10. 2 points
    hello, yes ! I've had a number of people reach out to you, you've been tremendously helpful Mr. Denny. Never underestimate the power of the internet. Really appreciate your help with this. I'll be sure to post the article here when it goes online. Will either be this weekend or next. It explores a lot of interesting developments.
  11. 2 points
    Many find that looking down toward your feet helps. If you are a 'rocker', this seems to come naturally. I tend to rock and stare at the floor with unfocused eyes. Just me perhaps. When you first begin, exhale with force - add a crunch at the end. This gets repeated for several breaths. Push out the CO2 and suck in the O2 deep. Hold a few seconds and repeat. Fast, shallow breathing is usually not the fastest or best way to abort. You want that CO2 gone ASAP. How fast you go just depends on you and how your head responds. I will start out fast and hard, then let up till I hit a sweet spot - one where I notice a significant reduction in pain. I will repeat that pattern for that hit. For me, it varies as to the time to find the 'spot' that is going to work with each hit. In short order, you will know what works for you. I use the tube as I cannot stand the mask on my face. If I see that the bag is filling too fast, I turn down the flow. I may go up or down a few times in a hit. Pain worsens, dial it back up and get to work. Pain lessens, begin to relax and go with the flow. I vary the flow from 25lpm to 5lpm. My post is at a rate that matches my relaxed breathing post hit. Often, if I am tired, it will be at 5LPM or lower. CHF will likely be along to direct you to a paper on how to use your O2. I haven't time atm to find it. But, the above will get you going. To conserve, adjust the flow on your regulator to match your breathing. That is all. To make you visit as short as possible, do the forceful exhale and deep inhale. If the bag is filling too fast, turn the dial down till you catch up. The focused technique is important to me. I usually get a good abort in about 5 minutes and then 5 minutes post. For a really bad one or one where I had to wait to hit the O2. that time can be doubled. If you can, grab some caffeine on your way and chug it. It often helps speed the abort. Not sure if you use can caffeine or not, but if you can, it helps. Which conserves your O2.
  12. 1 point
    Rebounds (Or Medication overuse headaches) are a cycle of increased frequency of headaches, or intensity of headaches, because of medication use or overuse. I can’t say definitely that I’ve experienced rebounds, but have found myself in seemingly repetitive use cycles where I wondered if my sumatriptan use was increasing the number of daily attacks. I haven’t found much proof of sumatriptan causing rebounds but have read many cautionary tales from other patients. Oxygen seems to be the accepted alternative and works just as well for me. It is however much less portable.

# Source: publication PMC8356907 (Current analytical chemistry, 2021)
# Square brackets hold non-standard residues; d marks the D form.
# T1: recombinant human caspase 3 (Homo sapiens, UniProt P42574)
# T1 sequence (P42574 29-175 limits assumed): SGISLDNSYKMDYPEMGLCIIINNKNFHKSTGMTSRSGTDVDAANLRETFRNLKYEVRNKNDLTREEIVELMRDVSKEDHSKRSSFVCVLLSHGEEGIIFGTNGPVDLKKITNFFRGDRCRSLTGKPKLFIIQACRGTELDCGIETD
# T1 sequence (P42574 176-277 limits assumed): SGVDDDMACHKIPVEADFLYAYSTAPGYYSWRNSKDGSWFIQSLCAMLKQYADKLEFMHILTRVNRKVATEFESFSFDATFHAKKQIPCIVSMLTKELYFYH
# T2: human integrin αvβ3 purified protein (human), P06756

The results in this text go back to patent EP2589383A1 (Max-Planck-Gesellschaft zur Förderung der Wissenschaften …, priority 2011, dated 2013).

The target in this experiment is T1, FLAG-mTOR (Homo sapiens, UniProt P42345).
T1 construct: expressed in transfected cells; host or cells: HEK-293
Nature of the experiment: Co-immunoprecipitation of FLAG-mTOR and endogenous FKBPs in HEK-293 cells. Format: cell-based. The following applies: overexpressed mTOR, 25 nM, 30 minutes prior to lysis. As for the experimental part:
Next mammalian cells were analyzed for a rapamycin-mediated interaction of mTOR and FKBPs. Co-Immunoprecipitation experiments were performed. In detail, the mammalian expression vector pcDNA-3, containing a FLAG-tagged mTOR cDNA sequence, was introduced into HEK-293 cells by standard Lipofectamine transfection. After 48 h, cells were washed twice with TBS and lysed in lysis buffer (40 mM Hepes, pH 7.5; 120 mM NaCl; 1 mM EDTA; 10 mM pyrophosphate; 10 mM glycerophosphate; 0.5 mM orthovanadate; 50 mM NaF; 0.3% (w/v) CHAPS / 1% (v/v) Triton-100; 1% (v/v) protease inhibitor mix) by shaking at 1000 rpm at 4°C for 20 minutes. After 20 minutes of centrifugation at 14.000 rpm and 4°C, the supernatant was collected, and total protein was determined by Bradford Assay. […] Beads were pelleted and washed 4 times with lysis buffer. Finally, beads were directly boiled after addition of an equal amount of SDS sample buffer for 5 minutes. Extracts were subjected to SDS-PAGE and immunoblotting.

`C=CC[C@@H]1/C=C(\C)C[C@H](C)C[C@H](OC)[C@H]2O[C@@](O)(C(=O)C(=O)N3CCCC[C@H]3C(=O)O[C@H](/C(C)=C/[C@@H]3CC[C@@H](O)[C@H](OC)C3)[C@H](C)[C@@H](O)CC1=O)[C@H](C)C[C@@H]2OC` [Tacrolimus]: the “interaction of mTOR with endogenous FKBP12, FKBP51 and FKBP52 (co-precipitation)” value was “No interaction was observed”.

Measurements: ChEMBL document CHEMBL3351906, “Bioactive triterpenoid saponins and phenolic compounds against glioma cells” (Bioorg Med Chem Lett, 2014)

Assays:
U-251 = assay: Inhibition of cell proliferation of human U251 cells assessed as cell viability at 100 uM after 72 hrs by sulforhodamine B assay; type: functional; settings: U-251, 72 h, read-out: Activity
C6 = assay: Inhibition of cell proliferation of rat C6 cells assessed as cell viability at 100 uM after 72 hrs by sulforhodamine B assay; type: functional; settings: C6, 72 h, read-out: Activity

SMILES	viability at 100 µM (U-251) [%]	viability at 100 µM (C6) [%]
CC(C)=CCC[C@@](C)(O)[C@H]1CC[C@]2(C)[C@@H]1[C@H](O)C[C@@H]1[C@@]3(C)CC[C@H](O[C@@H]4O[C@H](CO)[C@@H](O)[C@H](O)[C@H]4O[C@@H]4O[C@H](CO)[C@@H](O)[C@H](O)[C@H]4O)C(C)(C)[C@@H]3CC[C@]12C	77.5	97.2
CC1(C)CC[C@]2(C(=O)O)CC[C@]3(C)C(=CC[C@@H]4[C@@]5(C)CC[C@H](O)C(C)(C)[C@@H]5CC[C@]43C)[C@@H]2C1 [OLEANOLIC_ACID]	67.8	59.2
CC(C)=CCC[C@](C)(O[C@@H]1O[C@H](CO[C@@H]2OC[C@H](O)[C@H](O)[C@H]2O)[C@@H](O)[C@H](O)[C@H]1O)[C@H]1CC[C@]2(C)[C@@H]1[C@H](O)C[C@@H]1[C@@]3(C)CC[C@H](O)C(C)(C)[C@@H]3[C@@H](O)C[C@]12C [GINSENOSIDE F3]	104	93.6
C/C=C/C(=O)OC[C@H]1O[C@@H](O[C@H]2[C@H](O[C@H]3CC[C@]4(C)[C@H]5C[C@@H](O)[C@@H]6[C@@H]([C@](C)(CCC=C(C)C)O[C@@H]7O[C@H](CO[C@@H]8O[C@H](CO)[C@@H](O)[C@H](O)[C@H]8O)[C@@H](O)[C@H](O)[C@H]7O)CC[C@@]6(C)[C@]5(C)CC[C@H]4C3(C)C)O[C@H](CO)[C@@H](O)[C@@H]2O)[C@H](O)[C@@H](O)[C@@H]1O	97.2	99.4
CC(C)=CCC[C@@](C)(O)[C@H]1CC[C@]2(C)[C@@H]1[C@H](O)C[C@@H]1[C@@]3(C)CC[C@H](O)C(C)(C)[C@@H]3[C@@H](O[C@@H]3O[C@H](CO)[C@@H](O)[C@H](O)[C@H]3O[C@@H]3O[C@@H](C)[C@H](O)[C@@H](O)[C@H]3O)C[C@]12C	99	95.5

13. 1 point
    ...boy that's an old one I haven't thought about for a long time...tried in the 80's to no effect.....relative of lsd so in theory effective...."supposed" to only be used in intractable cases (as a prevent) where other meds fail, as it has potential very bad side effects (note, with EXTENDED use).....requiring a periodic drug holiday.. ....having not seen any significant reported success with this over the years, I am initially inclined to be dismissive.....but it all depends on where you are on the spectrum that only you know....as Chfather recently pointed out....we are far more likely to see failure stories than success....still, it's a long shot....
  14. 1 point
    Might not be any detriment. But . . . According to your NHS, "Diphenhydramine is also called by the brand names Histergan, Nytol Original, Nytol One-A-Night and Sleepeaze." https://www.nhs.uk/medicines/diphenhydramine/# Looks like maybe Tesco also sells it (??): https://www.drugs.com/uk/tesco-sleep-aid-25mg-tablets-leaflet.html
  15. 1 point
    ...when episodic most of my cycles were eerily consistent...same number, intensity and timing. but on occasion, would get the "one hour wake-ups" all night long ...very odd change in a remarkably consistent pattern. it had to be an outside influence that i only figured out yrs later (greatly influenced by Batch's thoughts)...musta been allergies... ...would suggest a trial of Benadryl (diphenhydramine)....an old style anti histamine that works much better for clusterheads than the newer versions...do a search here for Batch and benadryl for dosage advice and a way better explanation.... ....for reasons i am unaware of O2 worked every time within mins for these wake ups...wasn't always the case "normally" ...where O2 was 75-90% effective.. best jonathan
  16. 1 point